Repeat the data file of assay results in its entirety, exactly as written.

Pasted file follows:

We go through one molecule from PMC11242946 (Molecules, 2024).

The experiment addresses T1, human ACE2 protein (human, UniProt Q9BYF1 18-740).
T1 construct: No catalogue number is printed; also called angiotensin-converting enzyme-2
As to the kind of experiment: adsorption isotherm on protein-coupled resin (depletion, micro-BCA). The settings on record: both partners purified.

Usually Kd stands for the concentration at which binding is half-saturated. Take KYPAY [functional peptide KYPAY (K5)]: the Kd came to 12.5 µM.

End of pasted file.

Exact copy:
We go through one molecule from PMC11242946 (Molecules, 2024).

The experiment addresses T1, human ACE2 protein (human, UniProt Q9BYF1 18-740).
T1 construct: No catalogue number is printed; also called angiotensin-converting enzyme-2
As to the kind of experiment: adsorption isotherm on protein-coupled resin (depletion, micro-BCA). The settings on record: both partners purified.

Usually Kd stands for the concentration at which binding is half-saturated. Take KYPAY [functional peptide KYPAY (K5)]: the Kd came to 12.5 µM.